Rhetoric and Homiletics: You May Be In It Alone!

brainstorming   Using Your Own Mind

Rhetorical & Homiletical theory intersect.  There are a good number of classical rhetorical concepts which can help as one constructs a message.  One is called “inventio” which does not speak of inventing ideas which are not true or real, but the creative aspects of public address.

While there is a clear difference between preaching and other forms of rhetorical endeavors, there is still a level of creativity connected to the construction process involved in preparing a biblical message.

In fact, that is what makes . . . .

different writers different.
different preachers different.
some writers very eminent.
some preachers very effective.

If you are one of those pastors-preachers who is the “sole-pastor” of a local church ministry and do not have others around you to help bounce ideas off of —  it’s you, and that is about it, then this article might help.

Many preachers do not have “others,” or other staff members who can brainstorm with them to consider some other ways to drive home or clarify the truth or principle of the passage — structurally, illustratively, argumentatively, explanatively, or clearly.

Nevertheless, there are some ways to work around the absence of a mental-helpmate.   In fact, even if a pastor has others who can and do help out mentally when working on a message, there are some classical rhetorical helps which can be used to get the mind thinking down avenues it has not previously considered — some useful and some not so useful.

As we have stated, there are mental “topoi” — or places where the mind can go to think anew or differently.  One topos is called “What it is not.”   And there are others which we have examined in various articles on RhetoricandHomiletics.org .

Here are some other mental helps which can help generate ideas about what you are working on.  They are “mind or mental generators” for those . . . .

•  who work by themselves
•  who have no one available for a group session
•  who do not have people who want to join a brainstorming session
•  who have others available, but they are not that helpful
•  who want to brainstorm but a small issue
•  who find most people around uninterested in such an activity


#1) Thesaurus-Dictionary:  Grab a thesaurus and look up the word that focuses on your main idea.  Getting a good or different kind of thesaurus is invaluable.  Some have been previously suggested — the online power thesaurus is a great such tool, along with a Dictionary of Related Words.

For instance, if you were working on the life of Joseph, or Proverbs 25:22 / Romans 12:20 — look up the word “revenge” and find such words as . . . .

get even
get back
tit for tat
settling a score

You could even look at a “Pictionary” kind of dictionary, and the picture might set off your thinking about how to make a point.


#2) “S_C_A_M_P_E_R”:  There are ways to use what you have, but to do different things with what you have.  These have been put into a brainstorming anacronym called “scamper.”  “Scamper” also works with other kinds of leadership problem-solving situations.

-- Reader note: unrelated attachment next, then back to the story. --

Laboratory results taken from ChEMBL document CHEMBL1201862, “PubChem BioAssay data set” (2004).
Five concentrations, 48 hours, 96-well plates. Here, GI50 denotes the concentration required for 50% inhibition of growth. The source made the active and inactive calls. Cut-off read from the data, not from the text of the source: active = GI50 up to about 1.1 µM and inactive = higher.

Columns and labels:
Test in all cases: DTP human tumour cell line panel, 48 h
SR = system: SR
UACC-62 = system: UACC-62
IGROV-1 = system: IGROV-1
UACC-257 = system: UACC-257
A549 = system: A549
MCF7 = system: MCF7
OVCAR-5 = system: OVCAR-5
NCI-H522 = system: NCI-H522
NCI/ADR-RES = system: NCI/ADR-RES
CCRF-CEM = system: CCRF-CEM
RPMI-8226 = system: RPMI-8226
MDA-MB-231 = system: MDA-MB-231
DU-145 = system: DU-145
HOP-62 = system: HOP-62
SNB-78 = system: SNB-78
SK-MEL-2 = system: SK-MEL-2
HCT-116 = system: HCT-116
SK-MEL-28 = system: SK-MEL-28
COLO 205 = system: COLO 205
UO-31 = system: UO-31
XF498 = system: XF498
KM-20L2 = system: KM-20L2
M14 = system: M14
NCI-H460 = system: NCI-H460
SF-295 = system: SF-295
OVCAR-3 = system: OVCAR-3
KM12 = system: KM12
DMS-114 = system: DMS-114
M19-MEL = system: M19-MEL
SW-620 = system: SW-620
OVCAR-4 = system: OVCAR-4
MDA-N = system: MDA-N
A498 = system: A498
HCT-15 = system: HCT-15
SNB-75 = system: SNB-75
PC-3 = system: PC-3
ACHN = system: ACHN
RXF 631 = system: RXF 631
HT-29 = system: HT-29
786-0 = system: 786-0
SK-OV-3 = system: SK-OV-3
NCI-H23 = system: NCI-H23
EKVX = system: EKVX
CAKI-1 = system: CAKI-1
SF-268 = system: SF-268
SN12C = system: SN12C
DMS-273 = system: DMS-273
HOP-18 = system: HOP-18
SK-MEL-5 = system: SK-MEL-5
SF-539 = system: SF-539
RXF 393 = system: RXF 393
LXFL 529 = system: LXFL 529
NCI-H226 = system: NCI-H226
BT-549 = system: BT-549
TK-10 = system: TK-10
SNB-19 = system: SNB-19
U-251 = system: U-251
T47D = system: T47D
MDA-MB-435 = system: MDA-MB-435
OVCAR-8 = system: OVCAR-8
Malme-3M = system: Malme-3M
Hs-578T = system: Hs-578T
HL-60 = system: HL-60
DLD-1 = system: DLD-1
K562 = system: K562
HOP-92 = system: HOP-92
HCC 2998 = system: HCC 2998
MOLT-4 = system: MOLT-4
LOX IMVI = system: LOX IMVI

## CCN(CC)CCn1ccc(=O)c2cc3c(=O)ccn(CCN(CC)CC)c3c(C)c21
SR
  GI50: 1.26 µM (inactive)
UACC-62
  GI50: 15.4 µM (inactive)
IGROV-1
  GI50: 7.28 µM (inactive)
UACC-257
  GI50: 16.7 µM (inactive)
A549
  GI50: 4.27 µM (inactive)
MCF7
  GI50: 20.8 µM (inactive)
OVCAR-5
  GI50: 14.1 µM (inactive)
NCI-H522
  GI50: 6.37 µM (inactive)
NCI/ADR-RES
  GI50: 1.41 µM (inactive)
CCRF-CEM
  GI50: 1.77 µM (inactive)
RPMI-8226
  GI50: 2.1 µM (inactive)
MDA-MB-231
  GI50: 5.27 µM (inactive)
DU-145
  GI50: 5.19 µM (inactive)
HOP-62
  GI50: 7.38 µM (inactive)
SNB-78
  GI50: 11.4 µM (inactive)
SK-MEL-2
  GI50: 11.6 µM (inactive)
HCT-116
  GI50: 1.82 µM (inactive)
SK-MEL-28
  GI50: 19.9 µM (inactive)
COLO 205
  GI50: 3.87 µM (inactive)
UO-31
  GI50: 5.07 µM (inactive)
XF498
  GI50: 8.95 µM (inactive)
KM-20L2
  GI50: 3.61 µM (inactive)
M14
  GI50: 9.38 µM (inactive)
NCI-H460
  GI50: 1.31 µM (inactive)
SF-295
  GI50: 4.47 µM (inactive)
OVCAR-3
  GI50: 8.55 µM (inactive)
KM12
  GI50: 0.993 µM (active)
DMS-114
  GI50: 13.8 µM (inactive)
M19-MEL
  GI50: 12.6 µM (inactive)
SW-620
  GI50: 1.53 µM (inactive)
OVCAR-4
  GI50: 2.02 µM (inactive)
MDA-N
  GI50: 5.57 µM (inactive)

Put To Another Purpose

What can a person do to substitute righteousness for revenge?
What is revenge often combined with?
How have people adapted the methods for revenge?
Some people modify revenge, and it comes out as . . . .
Put ???????
Just eliminate that spirit of revenge, don’t try to go at it another way with it.
Reverse Revenge to kindness.



You can’t substitute (this) for (that).  There is no substitute for . . .
It requires combining together. . . . .
You see, Joseph adapted by doing this . . . .
Maybe Paul should have modified his approach to John Marc, or Barnabas
Use that zeal for another purpose – like Paul
Don’t eliminate that which is good.  Bring it into your Christian life.
It is not bad, it is just not arranged the way it should and could be.

#3) Role Play: 

What would it look like if you were a ______ (job) _______ ?  — Orchestra Conductor / Parole Officer / Librarian / Bellhop / Chiropractor / Landscaper

What would a church look like if they were acting like _______ (activity) _____? — store detectives / farmers / roofers / cleaners / jewlers / amusement park attendants


#4) Probortunity:  What is really an opportunity which looks like a problem?

Solve this in the probortunity, and you solve the rest.
The broadest way to look at the problem is . . . . . .
What part of the problem is the most difficult part to solve?
The crux of the problem is . . . . .
What fact causes the problem?
What is the best example of this kind of problem-opportunity?
Where  / When does this probortunity come up most often in the Christian life?
How often does this probortunity come up?
Is it a probortunity for certain kinds of people?
Why do people see probortunities differently?
Are there probortunities within the probortunity?
What part of the probortunity is the most difficult to solve?


#5) Create A New Word:  You can combine words and create a new word that will crystallize an idea for you, as well as for your audience — just like “probortunity.”


#6) “False or Funny Rules”:  Think up a false, phony, or funny rule in relation to the content of the message — “Can you imagine if it worked this way?  That when you ____.

i.e. — “Revenge requires that you have the wherewithal/ammunition to carry out the “assault” otherwise don’t start “shooting.”

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